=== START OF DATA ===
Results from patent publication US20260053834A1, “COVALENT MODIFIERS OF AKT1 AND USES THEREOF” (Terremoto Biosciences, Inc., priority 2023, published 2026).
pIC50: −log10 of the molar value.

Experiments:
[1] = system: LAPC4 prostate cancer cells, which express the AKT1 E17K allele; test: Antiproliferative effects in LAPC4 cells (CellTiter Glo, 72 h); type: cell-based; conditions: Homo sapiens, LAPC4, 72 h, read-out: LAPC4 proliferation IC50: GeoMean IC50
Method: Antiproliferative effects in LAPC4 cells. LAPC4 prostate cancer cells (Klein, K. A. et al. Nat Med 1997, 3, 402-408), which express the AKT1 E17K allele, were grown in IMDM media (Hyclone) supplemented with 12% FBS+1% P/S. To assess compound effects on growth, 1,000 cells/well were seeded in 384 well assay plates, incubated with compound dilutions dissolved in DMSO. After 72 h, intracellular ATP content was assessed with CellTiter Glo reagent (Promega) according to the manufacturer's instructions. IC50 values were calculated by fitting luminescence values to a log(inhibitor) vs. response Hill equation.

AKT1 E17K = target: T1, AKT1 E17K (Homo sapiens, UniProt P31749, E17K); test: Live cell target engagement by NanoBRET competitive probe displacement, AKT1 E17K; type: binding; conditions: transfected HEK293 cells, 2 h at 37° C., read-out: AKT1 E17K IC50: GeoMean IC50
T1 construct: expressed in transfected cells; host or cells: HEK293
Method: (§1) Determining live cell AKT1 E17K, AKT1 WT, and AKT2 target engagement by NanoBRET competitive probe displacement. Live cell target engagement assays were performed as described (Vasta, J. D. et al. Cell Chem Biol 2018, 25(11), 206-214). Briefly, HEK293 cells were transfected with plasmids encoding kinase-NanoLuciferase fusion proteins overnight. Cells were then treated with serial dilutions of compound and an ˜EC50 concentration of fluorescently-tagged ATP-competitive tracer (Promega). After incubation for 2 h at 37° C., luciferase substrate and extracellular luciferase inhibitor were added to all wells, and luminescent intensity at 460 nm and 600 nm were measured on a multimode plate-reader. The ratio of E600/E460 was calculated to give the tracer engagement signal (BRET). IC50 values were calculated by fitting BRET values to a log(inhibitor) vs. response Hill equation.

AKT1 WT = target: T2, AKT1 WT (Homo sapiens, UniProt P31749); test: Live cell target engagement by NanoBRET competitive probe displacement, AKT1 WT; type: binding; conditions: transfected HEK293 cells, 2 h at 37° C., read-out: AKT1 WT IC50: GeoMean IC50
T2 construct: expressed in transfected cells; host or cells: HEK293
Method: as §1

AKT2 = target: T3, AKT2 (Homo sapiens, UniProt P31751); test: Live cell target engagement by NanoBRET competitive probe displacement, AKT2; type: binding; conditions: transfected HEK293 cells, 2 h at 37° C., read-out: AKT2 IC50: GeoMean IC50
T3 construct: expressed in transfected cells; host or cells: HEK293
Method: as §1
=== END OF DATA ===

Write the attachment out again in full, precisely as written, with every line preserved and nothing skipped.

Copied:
Results from patent publication US20260053834A1, “COVALENT MODIFIERS OF AKT1 AND USES THEREOF” (Terremoto Biosciences, Inc., priority 2023, published 2026).
pIC50: −log10 of the molar value.

Experiments:
[1] = system: LAPC4 prostate cancer cells, which express the AKT1 E17K allele; test: Antiproliferative effects in LAPC4 cells (CellTiter Glo, 72 h); type: cell-based; conditions: Homo sapiens, LAPC4, 72 h, read-out: LAPC4 proliferation IC50: GeoMean IC50
Method: Antiproliferative effects in LAPC4 cells. LAPC4 prostate cancer cells (Klein, K. A. et al. Nat Med 1997, 3, 402-408), which express the AKT1 E17K allele, were grown in IMDM media (Hyclone) supplemented with 12% FBS+1% P/S. To assess compound effects on growth, 1,000 cells/well were seeded in 384 well assay plates, incubated with compound dilutions dissolved in DMSO. After 72 h, intracellular ATP content was assessed with CellTiter Glo reagent (Promega) according to the manufacturer's instructions. IC50 values were calculated by fitting luminescence values to a log(inhibitor) vs. response Hill equation.

AKT1 E17K = target: T1, AKT1 E17K (Homo sapiens, UniProt P31749, E17K); test: Live cell target engagement by NanoBRET competitive probe displacement, AKT1 E17K; type: binding; conditions: transfected HEK293 cells, 2 h at 37° C., read-out: AKT1 E17K IC50: GeoMean IC50
T1 construct: expressed in transfected cells; host or cells: HEK293
Method: (§1) Determining live cell AKT1 E17K, AKT1 WT, and AKT2 target engagement by NanoBRET competitive probe displacement. Live cell target engagement assays were performed as described (Vasta, J. D. et al. Cell Chem Biol 2018, 25(11), 206-214). Briefly, HEK293 cells were transfected with plasmids encoding kinase-NanoLuciferase fusion proteins overnight. Cells were then treated with serial dilutions of compound and an ˜EC50 concentration of fluorescently-tagged ATP-competitive tracer (Promega). After incubation for 2 h at 37° C., luciferase substrate and extracellular luciferase inhibitor were added to all wells, and luminescent intensity at 460 nm and 600 nm were measured on a multimode plate-reader. The ratio of E600/E460 was calculated to give the tracer engagement signal (BRET). IC50 values were calculated by fitting BRET values to a log(inhibitor) vs. response Hill equation.

AKT1 WT = target: T2, AKT1 WT (Homo sapiens, UniProt P31749); test: Live cell target engagement by NanoBRET competitive probe displacement, AKT1 WT; type: binding; conditions: transfected HEK293 cells, 2 h at 37° C., read-out: AKT1 WT IC50: GeoMean IC50
T2 construct: expressed in transfected cells; host or cells: HEK293
Method: as §1

AKT2 = target: T3, AKT2 (Homo sapiens, UniProt P31751); test: Live cell target engagement by NanoBRET competitive probe displacement, AKT2; type: binding; conditions: transfected HEK293 cells, 2 h at 37° C., read-out: AKT2 IC50: GeoMean IC50
T3 construct: expressed in transfected cells; host or cells: HEK293
Method: as §1